Empower BB to sack high-ups of SoBs, expert opines

FE Report | Published: March 07, 2019 09:26:59 | Updated: March 09, 2019 13:37:16


The Bangladesh Bank seal is pictured on the gate outside the central bank headquarters in Motijheel, the bustling commercial hub in capital Dhaka. FE Photo

The existing Banking Companies Act (BCA) should be reformed to empower the Bangladesh Bank (BB) with the authority of dismissing the chairmen and directors of the state-owned banks (SoBs), said BB former deputy governor Khondkar Ibrahim Khaled.

Such legal reforms can help the SoBs to lower their non-performing loan (NPL) ratio by making their high-ups more accountable, he said while speaking at a seminar at Dhaka University (DU) on Wednesday.

"At present, the BCA empowers the central bank to dismiss the chairmen and directors of the private commercial banks (PCBs). But it is not currently applicable for the SoBs."

"But ultimately, both the SoBs and the PCBs are scheduled banks. Why should there be two different sets of rules for them? This is absolutely wrong," Mr Khaled said.

The veteran economist also noted that the ratio of NPL is much higher for the SoBs, while it is still at a manageable level for a large number of PCBs.

"The reason why the NPL ratio is still relatively low for the PCBs is - the central bank has a much stronger supervision on them."

"Meanwhile, the NPL ratio of the SoBs is more than 20 percent, because the central bank has no supervisory power over them." he added.

The banking sector specialist also cited the example of Basic Bank Limited to make his point.

"Basic Bank once had an NPL ratio of less than 2.0 percent. But then, a new chairman came and he brought a new managing director of his choice. Within two years, the bank's NPL ratio rose to more than 80 percent."

"The former central bank governor Dr Atiur Rahman, at that time, wrote to the then finance minister (A M A Muhith), recommending dismissal of the chairman".

"However, that letter never proceeded further from the desk of the finance minister. Ultimately, that chairman remained unscathed, and later resigned on his own just a day before the completion of his tenure."

"A banking sector of the country cannot be run with such type of governance," Mr Khaled opined.

The former BB deputy governor also alleged that a vested quarter is currently lobbying to the government for relaxing the rules of loan rescheduling.

"The lobbyists are trying to redefine the very definition of loan defaulter to avert (imposition of) that label on them. According to their proposal, there will be no limit on how many times a loan can be rescheduled," Mr Khaled claimed while citing unnamed sources.

"The proposal is now waiting for approval of the finance minister. If such provision is implemented, no foreign bank will recognise any Letter of Credit (LoC), issued by any local bank of Bangladesh."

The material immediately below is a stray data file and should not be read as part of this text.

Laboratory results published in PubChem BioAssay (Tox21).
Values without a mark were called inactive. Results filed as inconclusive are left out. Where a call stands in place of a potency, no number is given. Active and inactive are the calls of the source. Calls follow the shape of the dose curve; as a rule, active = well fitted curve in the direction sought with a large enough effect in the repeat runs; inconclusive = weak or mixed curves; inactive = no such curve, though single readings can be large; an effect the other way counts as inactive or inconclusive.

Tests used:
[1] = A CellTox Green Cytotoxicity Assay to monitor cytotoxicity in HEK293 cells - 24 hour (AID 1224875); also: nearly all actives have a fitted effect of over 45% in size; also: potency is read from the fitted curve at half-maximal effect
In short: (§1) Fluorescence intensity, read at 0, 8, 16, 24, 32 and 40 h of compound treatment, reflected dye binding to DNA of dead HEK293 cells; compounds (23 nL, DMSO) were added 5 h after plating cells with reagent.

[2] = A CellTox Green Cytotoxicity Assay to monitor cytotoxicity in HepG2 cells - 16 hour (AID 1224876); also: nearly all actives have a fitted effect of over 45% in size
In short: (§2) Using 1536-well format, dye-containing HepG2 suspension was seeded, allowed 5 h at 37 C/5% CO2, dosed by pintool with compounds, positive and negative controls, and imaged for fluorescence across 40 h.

"It will be disastrous for the whole banking sector of the country. I hope the policymakers will refrain from giving green light to such a proposal," he further said.

The former BB deputy governor also observed that political commitment is more important than legal reforms for addressing the bulging of NPL in the banking sector.

"We need the same level of political commitment from the government that we have seen in case of (holding) the trials of the 1971 war criminals," he added.

Experts at the event also observed that an overwhelming presence of bureaucrats and politicians in the SoBs' boards of directors is detrimental for their governance.

Economist Dr Abul Barkat, chairman of the Japanese Studies Department of Dhaka University, addressing a session of 'ESC Dialogue' at RC Majumdar Arts Auditorium of DU on Wednesday — FE photo

"The boards of the SoBs are composed of two types of people - politicians and bureaucrats," said Professor of Economics at DU Dr Abul Barkat.

"The chairmen of the banks are never consulted before nomination of the directors," claimed Mr Barkat, who was a former chairman of Janata Bank Limited.

Experts at the event also observed that the rising volume of NPL is causing growing economic inequality in the country.

"The rise in NPL is ultimately increasing lending rate and cost of capital, which is detrimental for investment in the country," said Distinguished Fellow of the Center for Policy Dialogue (CPD) Dr Mustafizur Rahman.

"The income difference between the richest five percent and the poorest five percent in Bangladesh has increased from 32 times in 2010 to 121 times in 2016."

"The underlying reason for this growing inequality is the culture of loan default," he added.

Earlier, the keynote presentation of the event noted that the percentage of businessmen among the parliamentarians has risen from 18 percent in 1973 to 61 percent at present.

The presentation also called for greater social awareness regarding the bad debt issue and creating social stigma against the loan defaulters.

Najiur Rahman, a student of Dhaka University, presented the keynote paper.

Professor of Economics at DU M M Akash chaired the programme.

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